SAIL AWAY TO YESTERDAY Sail the Maine Coast.. aboa rd the historic windjammer
schooner Stephen Taber Weekly
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Schooner Stephen Taber 70 Elm St. Drawer D. Camden, Maine 04843
EXPLORE DIE MAINE COASI' Weekly Salling Vacation Windjammer "MARY DAY" For Folder Write:
Capt. H.S. Hawkins Box 798A Camden , Maine 04843 207-236-2750
"Now serving ports from Norfolk, Va. to Bucksport, Me."
tanker and bulk cargo specialists
BILL BLACK AGENCY INC. ... yours to count on Phone 778 981-7373 telex 126072 1 Edgewater Plaza Staten Island, New York 10305
Join the Schooner
WILLIAM H. ALBURY on an inter-island adventure. Share good seafaring, food , island life. Ports of call are romantic, historic out island settlements in the Bahamas. From $300 per person. Private groups inquire about sail training program in conjunction with American Sail Training Association.
Dinner Key Marina, Coconut Grove, Fla. 33133 USA Tel: 305-858-6264
With a bone in her teeth, the iron bark Elissa charges along on a sea trial off Galveston last October. Built at Alexander Hall 's yard in Aberdeen, Scotland in 1877 , the vessel was discovered as a motorship in the Aegean in the early 1960s, and after a long-drawn series of efforts to save her , was taken on by the Galveston Historical Foundation, under whose flag she sails today. Sailing here under the command of Jay Bolton, she has also been skippered by Paul Welling and Carl Bowman, formerly of the US Coast Guard. Three weeks after this scene from her annual sea trials was recorded, the trim grey vessel set out on a deepwater passage down the coast to Corpus Christie. We hope to see her make the longer passage to New York for Operation Sail-1986 this July 4.
ence " ships. The National Society is happy to toast the Seamen's Church Institute on its anniversary, and looks forward to its success in time to come. A most distinguished and historic vessel coming to New York for OpSail '86 is the bark Belem, whose master is Cdt. Jean Randier. Built for French owners in 1896--a scant ten years after that other longevitous French-woman whom she will honor next July-she has had a long and varied career, though it must be admitted , not a tremendously strenuous one. Until 1913 , Belem traded sugar and cocoa from the Caribbean and South America for chocolatiers in Paris. In that year, she was purchased by the Duke of Westminster for his personal use. Though her mizzen mast was lengthened to accomodate an auxiliary exhaust, and her iron poop railing was replaced with a teak balustrade (which she sports sti ll), in most externals she retained her original character and profile . Changing hands again in 1921, she flew the flag of the Hon. A .E. Guinness , who named her Fantome II and sailed her around the world. It is supposed that she did little cruising after the 1930s , although she seems to have been well maintained until her owner's death in 1951.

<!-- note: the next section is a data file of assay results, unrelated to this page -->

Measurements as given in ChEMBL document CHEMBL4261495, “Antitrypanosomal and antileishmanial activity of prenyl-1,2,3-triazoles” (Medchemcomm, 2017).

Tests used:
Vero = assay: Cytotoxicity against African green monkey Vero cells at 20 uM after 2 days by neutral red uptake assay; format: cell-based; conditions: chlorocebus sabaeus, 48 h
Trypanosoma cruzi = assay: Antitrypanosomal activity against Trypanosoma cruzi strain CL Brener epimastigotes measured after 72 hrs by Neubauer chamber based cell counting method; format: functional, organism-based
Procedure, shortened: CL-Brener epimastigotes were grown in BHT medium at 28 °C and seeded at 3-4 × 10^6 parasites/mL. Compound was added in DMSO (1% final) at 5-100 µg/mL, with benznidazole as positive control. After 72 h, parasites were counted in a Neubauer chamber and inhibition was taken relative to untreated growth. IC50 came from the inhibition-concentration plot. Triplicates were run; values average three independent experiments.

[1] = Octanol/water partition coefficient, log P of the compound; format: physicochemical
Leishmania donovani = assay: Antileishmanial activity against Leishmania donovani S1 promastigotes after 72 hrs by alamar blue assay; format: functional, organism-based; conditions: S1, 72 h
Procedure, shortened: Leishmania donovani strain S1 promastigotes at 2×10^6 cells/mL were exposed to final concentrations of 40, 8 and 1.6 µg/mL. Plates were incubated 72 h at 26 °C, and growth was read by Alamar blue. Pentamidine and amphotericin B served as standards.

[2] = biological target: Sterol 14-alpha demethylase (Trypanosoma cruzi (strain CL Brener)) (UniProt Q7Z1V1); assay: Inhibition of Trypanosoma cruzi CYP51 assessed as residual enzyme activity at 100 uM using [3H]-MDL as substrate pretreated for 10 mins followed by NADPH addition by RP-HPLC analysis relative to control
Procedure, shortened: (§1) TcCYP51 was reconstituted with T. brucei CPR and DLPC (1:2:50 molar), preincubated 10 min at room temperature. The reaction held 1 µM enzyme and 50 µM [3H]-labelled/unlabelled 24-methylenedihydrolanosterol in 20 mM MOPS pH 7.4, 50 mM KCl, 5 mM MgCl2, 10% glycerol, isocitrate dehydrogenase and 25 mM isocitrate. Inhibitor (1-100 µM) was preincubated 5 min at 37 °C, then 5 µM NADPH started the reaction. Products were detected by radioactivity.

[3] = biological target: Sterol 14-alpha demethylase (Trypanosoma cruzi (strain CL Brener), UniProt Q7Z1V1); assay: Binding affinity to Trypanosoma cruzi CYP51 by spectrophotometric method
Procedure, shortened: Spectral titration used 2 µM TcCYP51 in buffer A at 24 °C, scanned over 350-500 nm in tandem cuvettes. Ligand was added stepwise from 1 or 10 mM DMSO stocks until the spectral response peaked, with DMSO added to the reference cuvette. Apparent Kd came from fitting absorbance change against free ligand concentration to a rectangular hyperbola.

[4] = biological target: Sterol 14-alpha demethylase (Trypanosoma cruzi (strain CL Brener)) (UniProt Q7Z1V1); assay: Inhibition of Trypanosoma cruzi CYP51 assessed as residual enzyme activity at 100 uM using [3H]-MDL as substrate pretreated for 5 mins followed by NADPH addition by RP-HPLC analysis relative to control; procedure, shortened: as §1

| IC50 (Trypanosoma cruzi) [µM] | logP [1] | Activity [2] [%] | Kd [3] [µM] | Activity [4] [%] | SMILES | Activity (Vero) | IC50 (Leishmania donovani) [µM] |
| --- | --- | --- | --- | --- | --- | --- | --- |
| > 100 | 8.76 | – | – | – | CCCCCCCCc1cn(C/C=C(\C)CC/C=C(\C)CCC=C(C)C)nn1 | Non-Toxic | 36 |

She was then purchased by the Fondazione Giorgio Cini and stationed at Venice with the name Giorgio Cini. Rerigged as a barkentine , she carried cadets until 1965 , when she was put on permanent moorings at the Isola San Giorgio . An attempt to retrofit her as a bark in 1972 proved too costly for her new owners, the Carabinieri , and she passed under the ownership of the shipyard, with whom she remained until purchased by French interests operating as the Fondation Belem. (SeeSHl6, Winter 1980.) Belem, as she is once more , is the largest of the French sail-training vessels, one of only a handful of the larger sail-training vessels originally built for commerce. Others in this catagory are the USSR's Kruzenshtern and Sedov , and the Gazela of Philadelphia and Galveston's Elissa. November saw the formal establishment of The Schooners Foundation, a notfor-profit educational organization that hopes to attract American youth to the outward bound-oriented programs offered by the British Sail Training Association aboard their two topsail schooners, Sir Winston Churchill and Malcolm Miller. The programs , designed to accomodate thirty-nine people between the ages of sixteen and twenty-four in each SEA HISTORY, WINTER 1985-86